In December, Assange received Ecuadorian citizenship, but the UK indicated it would not recognize his diplomatic status if requested by the Latin American nation, denying Assange the diplomatic immunity that would’ve allowed him to leave.
The UN, meanwhile, has twice ruled that Assange’s detention is unlawful. Despite this, the judge in his most recent appeal – Emma Arbuthnot, who said “I find arrest is a proportionate response even though Mr Assange has restricted his own freedom for a number of years.”
Judge Arbuthnot’s impartiality in the Assange matter has been called into question, while her husband and ex-Conservative MP, Baron James Arbuthnot, is listed as the director of a security company along with the former head of MI6. Not exactly friends of WikiLeaks.
Meanwhile, Ecuador’s new president, Lenín Moreno, recently pulled funding for security and surveillance countermeasures – and in January called Assange an “inherited problem” that has created “more than a nuisance” for his government. Assange has had his internet access cut in March, and has since lost telephone and visitor privileges aside from his attorneys.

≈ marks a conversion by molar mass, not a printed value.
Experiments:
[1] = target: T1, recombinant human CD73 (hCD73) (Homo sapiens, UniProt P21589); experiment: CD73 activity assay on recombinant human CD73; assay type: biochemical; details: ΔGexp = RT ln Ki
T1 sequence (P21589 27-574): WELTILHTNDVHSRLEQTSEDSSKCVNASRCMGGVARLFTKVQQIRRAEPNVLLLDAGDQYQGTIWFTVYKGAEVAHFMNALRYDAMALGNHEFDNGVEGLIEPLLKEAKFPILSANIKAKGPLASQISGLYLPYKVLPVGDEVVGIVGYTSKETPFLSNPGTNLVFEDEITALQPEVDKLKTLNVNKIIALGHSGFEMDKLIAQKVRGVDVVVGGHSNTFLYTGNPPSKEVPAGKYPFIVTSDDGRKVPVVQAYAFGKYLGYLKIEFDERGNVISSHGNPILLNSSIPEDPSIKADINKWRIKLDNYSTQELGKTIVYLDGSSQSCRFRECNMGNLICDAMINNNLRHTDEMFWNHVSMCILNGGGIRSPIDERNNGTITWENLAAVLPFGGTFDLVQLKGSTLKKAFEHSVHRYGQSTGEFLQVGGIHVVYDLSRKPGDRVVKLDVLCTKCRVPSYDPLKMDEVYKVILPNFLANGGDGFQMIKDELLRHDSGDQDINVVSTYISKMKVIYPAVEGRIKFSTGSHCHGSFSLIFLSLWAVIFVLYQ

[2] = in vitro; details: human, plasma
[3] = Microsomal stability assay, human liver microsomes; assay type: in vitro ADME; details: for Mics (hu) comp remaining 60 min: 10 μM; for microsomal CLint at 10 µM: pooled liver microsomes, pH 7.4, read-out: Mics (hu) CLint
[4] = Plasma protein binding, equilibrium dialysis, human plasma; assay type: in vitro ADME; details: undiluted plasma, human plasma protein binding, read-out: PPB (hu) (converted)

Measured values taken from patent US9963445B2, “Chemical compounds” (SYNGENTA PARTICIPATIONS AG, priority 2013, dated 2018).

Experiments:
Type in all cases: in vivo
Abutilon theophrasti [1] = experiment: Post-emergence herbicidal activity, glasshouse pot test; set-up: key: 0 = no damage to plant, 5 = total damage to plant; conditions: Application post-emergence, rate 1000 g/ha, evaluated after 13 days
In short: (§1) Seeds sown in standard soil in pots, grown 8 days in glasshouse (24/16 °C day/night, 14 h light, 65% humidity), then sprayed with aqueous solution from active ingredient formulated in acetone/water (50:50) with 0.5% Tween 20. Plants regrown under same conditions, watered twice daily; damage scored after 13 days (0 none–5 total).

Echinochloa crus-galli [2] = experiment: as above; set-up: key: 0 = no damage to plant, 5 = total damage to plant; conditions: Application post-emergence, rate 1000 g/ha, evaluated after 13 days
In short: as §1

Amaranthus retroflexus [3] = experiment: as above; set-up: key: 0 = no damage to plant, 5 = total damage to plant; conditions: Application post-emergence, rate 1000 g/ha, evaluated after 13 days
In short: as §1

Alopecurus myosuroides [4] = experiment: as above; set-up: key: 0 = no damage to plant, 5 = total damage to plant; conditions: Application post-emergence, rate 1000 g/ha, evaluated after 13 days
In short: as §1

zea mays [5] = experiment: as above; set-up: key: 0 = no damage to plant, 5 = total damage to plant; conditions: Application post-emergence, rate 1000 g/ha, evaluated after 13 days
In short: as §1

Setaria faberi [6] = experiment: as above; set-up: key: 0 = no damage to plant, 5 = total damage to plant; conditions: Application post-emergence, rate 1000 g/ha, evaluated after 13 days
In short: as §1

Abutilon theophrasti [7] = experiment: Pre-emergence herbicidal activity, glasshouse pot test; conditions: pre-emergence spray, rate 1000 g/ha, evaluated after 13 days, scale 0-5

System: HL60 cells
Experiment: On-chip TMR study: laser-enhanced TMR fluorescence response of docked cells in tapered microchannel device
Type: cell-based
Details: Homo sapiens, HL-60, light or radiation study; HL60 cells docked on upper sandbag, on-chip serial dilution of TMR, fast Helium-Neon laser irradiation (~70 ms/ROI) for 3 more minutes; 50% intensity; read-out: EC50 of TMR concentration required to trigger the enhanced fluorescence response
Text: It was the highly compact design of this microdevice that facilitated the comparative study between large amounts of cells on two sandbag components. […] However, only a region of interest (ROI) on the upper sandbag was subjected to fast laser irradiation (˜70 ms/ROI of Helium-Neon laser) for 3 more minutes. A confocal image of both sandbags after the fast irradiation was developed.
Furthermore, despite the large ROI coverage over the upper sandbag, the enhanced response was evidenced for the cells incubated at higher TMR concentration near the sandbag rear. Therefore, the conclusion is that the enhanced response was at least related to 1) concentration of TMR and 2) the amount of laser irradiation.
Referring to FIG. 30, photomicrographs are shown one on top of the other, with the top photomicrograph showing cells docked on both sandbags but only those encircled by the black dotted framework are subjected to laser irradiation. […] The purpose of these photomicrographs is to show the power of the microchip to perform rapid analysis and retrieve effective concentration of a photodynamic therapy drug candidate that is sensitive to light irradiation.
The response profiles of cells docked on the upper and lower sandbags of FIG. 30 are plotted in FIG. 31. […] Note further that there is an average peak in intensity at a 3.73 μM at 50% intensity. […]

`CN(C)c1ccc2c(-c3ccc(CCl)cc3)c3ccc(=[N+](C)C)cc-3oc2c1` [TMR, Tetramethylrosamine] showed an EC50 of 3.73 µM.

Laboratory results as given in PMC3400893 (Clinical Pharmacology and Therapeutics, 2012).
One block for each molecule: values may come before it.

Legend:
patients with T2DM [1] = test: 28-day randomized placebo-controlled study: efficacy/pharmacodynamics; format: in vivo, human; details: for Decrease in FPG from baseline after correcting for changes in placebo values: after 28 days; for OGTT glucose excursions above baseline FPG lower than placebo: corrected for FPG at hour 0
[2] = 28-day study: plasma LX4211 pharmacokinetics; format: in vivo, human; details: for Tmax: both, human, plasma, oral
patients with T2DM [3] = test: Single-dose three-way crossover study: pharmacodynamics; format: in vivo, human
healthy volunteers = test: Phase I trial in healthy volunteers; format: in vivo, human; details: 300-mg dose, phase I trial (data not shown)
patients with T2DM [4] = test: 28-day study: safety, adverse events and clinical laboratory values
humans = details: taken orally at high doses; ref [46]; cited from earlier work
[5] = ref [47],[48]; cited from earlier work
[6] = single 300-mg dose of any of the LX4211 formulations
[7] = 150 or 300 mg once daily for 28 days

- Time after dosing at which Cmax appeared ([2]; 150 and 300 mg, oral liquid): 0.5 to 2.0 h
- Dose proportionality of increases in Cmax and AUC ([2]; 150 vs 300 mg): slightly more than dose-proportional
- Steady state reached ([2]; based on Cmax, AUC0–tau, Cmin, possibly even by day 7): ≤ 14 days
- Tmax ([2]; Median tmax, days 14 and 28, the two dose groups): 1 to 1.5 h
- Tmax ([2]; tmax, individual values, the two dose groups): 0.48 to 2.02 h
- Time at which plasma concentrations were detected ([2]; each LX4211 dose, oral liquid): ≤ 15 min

In addition to pressure from the U.S. and U.K., Spain is said to have been exerting pressure on Ecuador after Assange’s support for the separatist independence movements in Catalonia in northeast Spain.
And in an April article from Disobedient Media, it appears as though a U.S. military deal with Ecuador may be behind recent talk of pushing Assange out of the embassy. "The news of Ecuador’s decision is not only disastrous for WikiLeaks’ Editor-In-Chief, but also to those concerned that an increased US military presence in Ecuador will lead to an uptick in violence there.”
Ecuador elected a new President who is working with the U.S. military-banking complex in order to shore up their debt, beef up their military and ostensibly in exchange, may be handing Assange over to the West within days.